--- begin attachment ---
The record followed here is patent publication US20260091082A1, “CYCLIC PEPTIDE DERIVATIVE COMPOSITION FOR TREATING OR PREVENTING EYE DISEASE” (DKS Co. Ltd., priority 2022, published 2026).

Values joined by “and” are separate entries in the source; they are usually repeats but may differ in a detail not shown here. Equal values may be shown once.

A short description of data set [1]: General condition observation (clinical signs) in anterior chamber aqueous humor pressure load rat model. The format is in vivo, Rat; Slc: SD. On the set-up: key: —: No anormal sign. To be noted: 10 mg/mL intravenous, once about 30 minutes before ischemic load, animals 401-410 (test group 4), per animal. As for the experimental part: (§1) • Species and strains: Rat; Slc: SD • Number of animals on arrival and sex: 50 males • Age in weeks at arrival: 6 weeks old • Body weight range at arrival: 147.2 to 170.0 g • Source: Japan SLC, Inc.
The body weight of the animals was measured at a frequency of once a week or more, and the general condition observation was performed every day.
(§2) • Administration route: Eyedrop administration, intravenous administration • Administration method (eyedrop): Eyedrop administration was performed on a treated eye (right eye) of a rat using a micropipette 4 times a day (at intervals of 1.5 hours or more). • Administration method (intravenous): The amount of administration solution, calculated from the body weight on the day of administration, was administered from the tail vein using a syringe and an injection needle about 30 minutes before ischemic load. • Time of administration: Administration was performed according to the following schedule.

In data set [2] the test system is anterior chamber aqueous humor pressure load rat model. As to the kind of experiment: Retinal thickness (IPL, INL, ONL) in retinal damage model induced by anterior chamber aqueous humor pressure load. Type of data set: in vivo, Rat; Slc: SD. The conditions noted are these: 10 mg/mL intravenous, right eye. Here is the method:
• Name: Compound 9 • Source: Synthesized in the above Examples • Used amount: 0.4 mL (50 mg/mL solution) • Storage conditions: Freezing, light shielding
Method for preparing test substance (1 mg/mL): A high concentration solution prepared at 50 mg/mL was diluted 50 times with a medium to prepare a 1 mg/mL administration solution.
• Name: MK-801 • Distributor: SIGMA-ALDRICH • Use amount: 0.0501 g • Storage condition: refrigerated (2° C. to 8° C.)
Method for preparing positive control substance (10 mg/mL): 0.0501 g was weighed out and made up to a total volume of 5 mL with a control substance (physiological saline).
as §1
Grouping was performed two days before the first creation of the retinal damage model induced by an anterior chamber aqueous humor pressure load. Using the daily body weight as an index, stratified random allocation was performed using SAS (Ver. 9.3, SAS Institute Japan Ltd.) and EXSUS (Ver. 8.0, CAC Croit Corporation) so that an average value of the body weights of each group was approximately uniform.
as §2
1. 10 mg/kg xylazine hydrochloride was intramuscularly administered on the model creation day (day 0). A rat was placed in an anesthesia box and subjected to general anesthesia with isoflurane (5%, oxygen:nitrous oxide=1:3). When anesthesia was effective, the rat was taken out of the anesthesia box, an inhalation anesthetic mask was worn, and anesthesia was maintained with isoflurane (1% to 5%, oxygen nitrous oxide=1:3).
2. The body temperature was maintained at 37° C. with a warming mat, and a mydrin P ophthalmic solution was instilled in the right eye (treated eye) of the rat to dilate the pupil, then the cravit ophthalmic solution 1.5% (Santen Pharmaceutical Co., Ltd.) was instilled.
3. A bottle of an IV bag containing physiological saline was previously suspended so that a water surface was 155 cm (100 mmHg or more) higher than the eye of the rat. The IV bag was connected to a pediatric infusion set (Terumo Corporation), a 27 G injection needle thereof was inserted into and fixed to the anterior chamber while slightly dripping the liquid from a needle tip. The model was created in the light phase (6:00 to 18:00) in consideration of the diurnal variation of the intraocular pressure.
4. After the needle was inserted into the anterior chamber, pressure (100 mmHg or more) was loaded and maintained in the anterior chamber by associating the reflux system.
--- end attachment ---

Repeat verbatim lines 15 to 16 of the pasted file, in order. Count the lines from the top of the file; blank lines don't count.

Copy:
2. The body temperature was maintained at 37° C. with a warming mat, and a mydrin P ophthalmic solution was instilled in the right eye (treated eye) of the rat to dilate the pupil, then the cravit ophthalmic solution 1.5% (Santen Pharmaceutical Co., Ltd.) was instilled.
3. A bottle of an IV bag containing physiological saline was previously suspended so that a water surface was 155 cm (100 mmHg or more) higher than the eye of the rat. The IV bag was connected to a pediatric infusion set (Terumo Corporation), a 27 G injection needle thereof was inserted into and fixed to the anterior chamber while slightly dripping the liquid from a needle tip. The model was created in the light phase (6:00 to 18:00) in consideration of the diurnal variation of the intraocular pressure.